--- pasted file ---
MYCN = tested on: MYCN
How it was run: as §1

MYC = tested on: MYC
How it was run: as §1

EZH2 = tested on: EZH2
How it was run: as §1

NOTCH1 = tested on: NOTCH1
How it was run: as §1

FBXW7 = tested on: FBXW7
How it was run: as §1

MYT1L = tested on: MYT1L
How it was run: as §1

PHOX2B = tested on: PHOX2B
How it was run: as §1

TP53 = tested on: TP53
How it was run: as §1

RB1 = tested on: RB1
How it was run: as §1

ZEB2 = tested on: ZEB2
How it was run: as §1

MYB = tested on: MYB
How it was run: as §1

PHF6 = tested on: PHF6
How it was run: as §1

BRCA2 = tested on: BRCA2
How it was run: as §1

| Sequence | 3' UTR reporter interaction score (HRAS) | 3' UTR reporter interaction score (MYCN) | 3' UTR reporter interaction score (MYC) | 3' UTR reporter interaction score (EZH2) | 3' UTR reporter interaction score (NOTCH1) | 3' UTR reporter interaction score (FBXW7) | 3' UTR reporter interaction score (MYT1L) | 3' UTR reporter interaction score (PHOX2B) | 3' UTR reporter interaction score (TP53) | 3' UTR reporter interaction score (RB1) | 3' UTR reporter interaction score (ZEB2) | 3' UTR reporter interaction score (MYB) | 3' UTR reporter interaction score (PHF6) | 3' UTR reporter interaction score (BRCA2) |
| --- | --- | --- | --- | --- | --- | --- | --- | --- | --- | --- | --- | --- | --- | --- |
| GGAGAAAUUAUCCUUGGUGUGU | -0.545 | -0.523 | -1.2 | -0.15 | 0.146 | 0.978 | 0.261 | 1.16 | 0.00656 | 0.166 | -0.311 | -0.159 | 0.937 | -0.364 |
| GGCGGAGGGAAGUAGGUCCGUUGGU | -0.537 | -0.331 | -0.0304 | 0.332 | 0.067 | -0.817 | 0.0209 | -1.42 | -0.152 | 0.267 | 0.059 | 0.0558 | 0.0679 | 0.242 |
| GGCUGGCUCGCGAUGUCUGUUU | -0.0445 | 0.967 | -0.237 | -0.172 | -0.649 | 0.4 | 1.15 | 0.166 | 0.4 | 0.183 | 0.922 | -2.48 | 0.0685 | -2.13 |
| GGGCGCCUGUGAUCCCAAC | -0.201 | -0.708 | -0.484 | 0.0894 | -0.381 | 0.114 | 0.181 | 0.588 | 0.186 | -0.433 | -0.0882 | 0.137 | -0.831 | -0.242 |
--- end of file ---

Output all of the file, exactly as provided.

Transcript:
MYCN = tested on: MYCN
How it was run: as §1

MYC = tested on: MYC
How it was run: as §1

EZH2 = tested on: EZH2
How it was run: as §1

NOTCH1 = tested on: NOTCH1
How it was run: as §1

FBXW7 = tested on: FBXW7
How it was run: as §1

MYT1L = tested on: MYT1L
How it was run: as §1

PHOX2B = tested on: PHOX2B
How it was run: as §1

TP53 = tested on: TP53
How it was run: as §1

RB1 = tested on: RB1
How it was run: as §1

ZEB2 = tested on: ZEB2
How it was run: as §1

MYB = tested on: MYB
How it was run: as §1

PHF6 = tested on: PHF6
How it was run: as §1

BRCA2 = tested on: BRCA2
How it was run: as §1

| Sequence | 3' UTR reporter interaction score (HRAS) | 3' UTR reporter interaction score (MYCN) | 3' UTR reporter interaction score (MYC) | 3' UTR reporter interaction score (EZH2) | 3' UTR reporter interaction score (NOTCH1) | 3' UTR reporter interaction score (FBXW7) | 3' UTR reporter interaction score (MYT1L) | 3' UTR reporter interaction score (PHOX2B) | 3' UTR reporter interaction score (TP53) | 3' UTR reporter interaction score (RB1) | 3' UTR reporter interaction score (ZEB2) | 3' UTR reporter interaction score (MYB) | 3' UTR reporter interaction score (PHF6) | 3' UTR reporter interaction score (BRCA2) |
| --- | --- | --- | --- | --- | --- | --- | --- | --- | --- | --- | --- | --- | --- | --- |
| GGAGAAAUUAUCCUUGGUGUGU | -0.545 | -0.523 | -1.2 | -0.15 | 0.146 | 0.978 | 0.261 | 1.16 | 0.00656 | 0.166 | -0.311 | -0.159 | 0.937 | -0.364 |
| GGCGGAGGGAAGUAGGUCCGUUGGU | -0.537 | -0.331 | -0.0304 | 0.332 | 0.067 | -0.817 | 0.0209 | -1.42 | -0.152 | 0.267 | 0.059 | 0.0558 | 0.0679 | 0.242 |
| GGCUGGCUCGCGAUGUCUGUUU | -0.0445 | 0.967 | -0.237 | -0.172 | -0.649 | 0.4 | 1.15 | 0.166 | 0.4 | 0.183 | 0.922 | -2.48 | 0.0685 | -2.13 |
| GGGCGCCUGUGAUCCCAAC | -0.201 | -0.708 | -0.484 | 0.0894 | -0.381 | 0.114 | 0.181 | 0.588 | 0.186 | -0.433 | -0.0882 | 0.137 | -0.831 | -0.242 |